Then the question becomes how do you delegate and distribute the remaining work, wages and income, because we’re still within a capitalist system as far as that goes. That’s what the reduced working week and the universal basic income respond to. They are a way to distribute the work more equitably, so everybody is working less, as opposed to the situation right now, with highly paid professionals working 60 or 70 hours a week while other people struggle to get by on only 15 hours because they can’t find enough work. We have massive inequality of work, and reducing the working week is one way to solve that and get everybody working less. The basic income is, then, the way in which people can survive without having to rely upon work.

The interesting thing about all these proposals is not only that they are good in themselves, but they increase the power of workers and of the average person. I think if we want to talk about reforms of capitalism in a way which isn’t just reformism, we have to be thinking about reforms that give power to the working class in various ways. Combining all these sorts of policies doesn’t give you social democracy, and you don’t get neoliberalism – you get something new, which is a sort of post-work hegemony. All these parts interlink together into a coherent and consistent system.

Joseph: This is what most excited me about the book: the new dynamic it creates – a transfer of power rather than just a transfer of wealth, which are very different things. Which of these policies do you think are most likely to be seen in a programme any time soon in this country? And also, how do you think this framework fits in with Corbynism?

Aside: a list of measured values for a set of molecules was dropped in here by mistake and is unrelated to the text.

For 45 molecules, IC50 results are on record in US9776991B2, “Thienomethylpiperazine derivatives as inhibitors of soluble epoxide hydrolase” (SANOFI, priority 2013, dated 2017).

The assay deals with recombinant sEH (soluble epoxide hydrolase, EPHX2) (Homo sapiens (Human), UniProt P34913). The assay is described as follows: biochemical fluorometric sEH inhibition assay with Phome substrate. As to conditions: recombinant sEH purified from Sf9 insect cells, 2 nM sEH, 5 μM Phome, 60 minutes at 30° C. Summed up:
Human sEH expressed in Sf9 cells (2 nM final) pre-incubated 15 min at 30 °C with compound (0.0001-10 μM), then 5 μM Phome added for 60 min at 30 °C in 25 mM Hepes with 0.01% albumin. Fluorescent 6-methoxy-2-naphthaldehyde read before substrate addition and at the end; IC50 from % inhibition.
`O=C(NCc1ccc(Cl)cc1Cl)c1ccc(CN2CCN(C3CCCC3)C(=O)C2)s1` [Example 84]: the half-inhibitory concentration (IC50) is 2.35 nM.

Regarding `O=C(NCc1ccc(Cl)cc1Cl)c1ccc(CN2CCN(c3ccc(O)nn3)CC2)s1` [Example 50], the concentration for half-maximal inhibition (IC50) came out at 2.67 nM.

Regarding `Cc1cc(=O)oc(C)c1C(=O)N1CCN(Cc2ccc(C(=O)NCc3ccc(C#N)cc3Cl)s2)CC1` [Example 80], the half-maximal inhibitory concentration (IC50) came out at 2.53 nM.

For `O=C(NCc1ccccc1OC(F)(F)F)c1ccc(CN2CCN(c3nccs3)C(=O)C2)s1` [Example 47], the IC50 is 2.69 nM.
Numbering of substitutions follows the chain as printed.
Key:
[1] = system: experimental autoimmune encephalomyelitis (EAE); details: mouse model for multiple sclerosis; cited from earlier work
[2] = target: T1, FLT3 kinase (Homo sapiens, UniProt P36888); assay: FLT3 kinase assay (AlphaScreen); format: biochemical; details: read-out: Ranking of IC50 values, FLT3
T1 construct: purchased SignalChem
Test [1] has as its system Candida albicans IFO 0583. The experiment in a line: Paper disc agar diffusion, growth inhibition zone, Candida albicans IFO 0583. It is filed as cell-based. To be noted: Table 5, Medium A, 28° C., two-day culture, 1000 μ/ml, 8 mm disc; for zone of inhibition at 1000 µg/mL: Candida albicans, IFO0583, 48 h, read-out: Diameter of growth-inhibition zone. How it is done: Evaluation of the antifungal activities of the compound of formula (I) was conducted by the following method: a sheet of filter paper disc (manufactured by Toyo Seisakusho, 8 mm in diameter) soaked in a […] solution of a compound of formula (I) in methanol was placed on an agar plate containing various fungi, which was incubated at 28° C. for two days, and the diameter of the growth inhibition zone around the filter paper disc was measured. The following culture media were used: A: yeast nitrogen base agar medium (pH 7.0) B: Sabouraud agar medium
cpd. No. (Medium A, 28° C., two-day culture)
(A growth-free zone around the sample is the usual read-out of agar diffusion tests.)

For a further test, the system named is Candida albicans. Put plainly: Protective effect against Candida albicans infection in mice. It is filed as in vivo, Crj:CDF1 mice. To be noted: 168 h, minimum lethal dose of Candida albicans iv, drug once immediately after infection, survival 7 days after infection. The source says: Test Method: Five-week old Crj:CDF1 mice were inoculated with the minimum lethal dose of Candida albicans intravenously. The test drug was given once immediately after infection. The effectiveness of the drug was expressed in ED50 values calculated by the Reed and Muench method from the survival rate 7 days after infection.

Nick: It will be quite difficult to get these ideas into a programme soon, but I don’t think it’s impossible. Really, what is going on in a post-work world is not a complete elimination of work. Instead, it gives you the security and freedom to be able to choose exactly what you want to be able to work on. I think that needs to be the primary narrative.

People want economic security. They don’t just want handouts though. This is part of the difficulty – how do you present basic income as not just being a handout? It has to go along with some sort of assistance to let people start a business, be an entrepreneur, build up your own projects in your local community, so that its’s not just seen as a payoff so you can be lazy.

I like to remind people that the labour movement was originally created to reduce the working week, not to get good jobs and long-term pensions. It was to go from an 80-hour to a 40-hour work week, to get people two days for a weekend and that sort of thing. So this has a long history that we need to revive.

In each place it’s going to be different. There will be different circumstances and you have to think about how you knit together different constituencies, different social groupings. Our argument in the book is to say it’s a populist project, and populism for us is effectively drawing a dividing line in society between us and them – naming who us and them are, and patching together all of these different social groupings into a coherent narrative. I think populism is the best sort of theoretical description of what’s going on recently.

I think that’s entirely possible. There’s a vast group of people who are extremely frustrated with the way things are right now, and can be brought into Corbyn’s project, or a broad-left project. It’s a matter of figuring out how exactly to attach those groups to it.